(3.5) “Inherent dangers and risks of skiing” means those dangers or conditions that are part of the sport of skiing, including changing weather conditions; snow conditions as they exist or may change, such as ice, hard pack, powder, packed powder, wind pack, corn, crust, slush, cut-up snow, and machine-made snow; surface or subsurface conditions such as bare spots, forest growth, rocks, stumps, streambeds, cliffs, extreme terrain, and trees, or other natural objects, and collisions with such natural objects; impact with lift towers, signs, posts, fences or enclosures, hydrants, water pipes, or other man-made structures and their components; variations in steepness or terrain, whether natural or as a result of slope design, snowmaking or grooming operations, including but not limited to roads, freestyle terrain, jumps, and catwalks or other terrain modifications; collisions with other skiers; and the failure of skiers to ski within their own abilities. The term “inherent dangers and risks of skiing” does not include the negligence of a ski area operator as set forth in section 33-44-104 (2). Nothing in this section shall be construed to limit the liability of the ski area operator for injury caused by the use or operation of ski lifts.
Avalanches were added to that list by the Colorado Supreme Court in Colorado Supreme Court rules that an inbounds Avalanche is an inherent risk assumed by skiers based upon the Colorado Skier Safety Act.
As such, a skier and skier’s attorney quickly know if they have a case or not. Versus in Idaho where you have to sue to have the judge decided if the risk that caused your injury on the slopes or by an outfitter were inherent. That costs money.
Part of the act outlines how a plaintiff can sue the outfitter or guide. By the “negligent, reckless, or intentional conduct” of the outfitter or guide. Never tell the opposition how to sue you. Besides in this case they already know. That part of the act does not change anything. That is the law in Idaho and every other state.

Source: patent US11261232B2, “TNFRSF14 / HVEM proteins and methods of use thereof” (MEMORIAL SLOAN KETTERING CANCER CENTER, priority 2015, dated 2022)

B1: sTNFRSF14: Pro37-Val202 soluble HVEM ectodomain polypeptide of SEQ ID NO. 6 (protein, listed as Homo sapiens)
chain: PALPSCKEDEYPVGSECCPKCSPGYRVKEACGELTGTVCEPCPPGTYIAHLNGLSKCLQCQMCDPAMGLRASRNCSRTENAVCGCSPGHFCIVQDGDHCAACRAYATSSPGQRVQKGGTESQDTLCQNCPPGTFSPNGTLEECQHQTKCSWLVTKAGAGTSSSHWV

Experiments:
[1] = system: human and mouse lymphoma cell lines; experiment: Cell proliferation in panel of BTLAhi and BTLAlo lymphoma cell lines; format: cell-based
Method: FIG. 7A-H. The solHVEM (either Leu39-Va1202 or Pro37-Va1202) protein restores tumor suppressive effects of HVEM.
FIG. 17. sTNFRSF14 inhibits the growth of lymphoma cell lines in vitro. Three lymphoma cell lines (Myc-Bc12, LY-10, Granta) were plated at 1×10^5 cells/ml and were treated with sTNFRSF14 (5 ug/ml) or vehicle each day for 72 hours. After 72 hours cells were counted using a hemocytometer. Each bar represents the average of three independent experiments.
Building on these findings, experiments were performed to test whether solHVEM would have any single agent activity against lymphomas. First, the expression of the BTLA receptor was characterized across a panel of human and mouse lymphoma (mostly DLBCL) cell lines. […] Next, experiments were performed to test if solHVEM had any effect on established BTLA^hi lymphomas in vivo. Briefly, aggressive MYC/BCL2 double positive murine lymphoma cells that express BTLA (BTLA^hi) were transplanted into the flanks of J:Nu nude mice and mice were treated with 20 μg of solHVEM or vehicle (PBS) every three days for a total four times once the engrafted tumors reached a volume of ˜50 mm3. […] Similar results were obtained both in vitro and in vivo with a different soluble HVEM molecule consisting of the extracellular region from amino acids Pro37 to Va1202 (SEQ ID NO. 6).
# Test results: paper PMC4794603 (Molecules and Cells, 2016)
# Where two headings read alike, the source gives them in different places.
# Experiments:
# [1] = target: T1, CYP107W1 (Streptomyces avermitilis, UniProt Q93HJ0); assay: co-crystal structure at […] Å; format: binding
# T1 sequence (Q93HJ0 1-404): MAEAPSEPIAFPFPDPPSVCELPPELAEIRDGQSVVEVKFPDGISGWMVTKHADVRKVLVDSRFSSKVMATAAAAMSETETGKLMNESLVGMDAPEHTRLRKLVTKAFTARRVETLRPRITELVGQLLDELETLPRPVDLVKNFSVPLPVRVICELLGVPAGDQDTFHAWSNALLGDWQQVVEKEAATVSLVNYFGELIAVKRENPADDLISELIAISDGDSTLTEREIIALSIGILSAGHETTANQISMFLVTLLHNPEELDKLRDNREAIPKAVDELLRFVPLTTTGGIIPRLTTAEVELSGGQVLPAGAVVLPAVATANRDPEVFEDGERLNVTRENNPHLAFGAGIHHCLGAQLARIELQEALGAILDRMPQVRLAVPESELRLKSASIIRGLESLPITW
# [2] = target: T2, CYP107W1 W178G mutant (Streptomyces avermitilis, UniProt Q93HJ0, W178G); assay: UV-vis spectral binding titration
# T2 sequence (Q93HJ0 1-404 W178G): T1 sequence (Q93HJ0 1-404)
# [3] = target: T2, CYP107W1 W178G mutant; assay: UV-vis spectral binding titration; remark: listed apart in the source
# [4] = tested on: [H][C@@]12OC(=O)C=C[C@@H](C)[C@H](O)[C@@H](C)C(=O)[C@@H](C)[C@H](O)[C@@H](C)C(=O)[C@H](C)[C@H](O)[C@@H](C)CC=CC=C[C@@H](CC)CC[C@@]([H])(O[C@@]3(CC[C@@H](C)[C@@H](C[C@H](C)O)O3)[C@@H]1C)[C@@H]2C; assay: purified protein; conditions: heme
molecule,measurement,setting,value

Consequently, the bill is pretty weak or better has no real value.
On top of that the bill is very narrow. Outfitters and Guides licensed by the state are not the only groups that can be sued because of the risks of an activity. I would think they would gather more support if the included other groups such as:
Youth Groups Youth Camps Sports Activities Coaches Volunteer Youth Leaders
Recreational Activities such as Indoor Climbing Walls, Trampoline parks, etc.
Little League and Youth Football programs alone would bring a lot of additional support.
To get a bill to pass, in most state legislatures, you have to give the legislators a reason not to vote against the bill. Having the outfitters and guides contacting their legislators is probably a small group of legislators since the areas the outfitters and guides are based is pretty sparse.
Having little league coaches in Boise, Moscow and other suburban areas would add a lot of voices in support.
Good luck on passing the bill; however, I think a lot of time; money and energy will be invested with little or no return.
For more about “inherent risks” see:
2015 SLRA – Inherent Risk: Should the Phrase be in your Release?
A season pass release for a Pennsylvania ski are was limited to the inherent risks of skiing. Consequently, the plaintiff was able to argue his injury was not due to an inherent risk.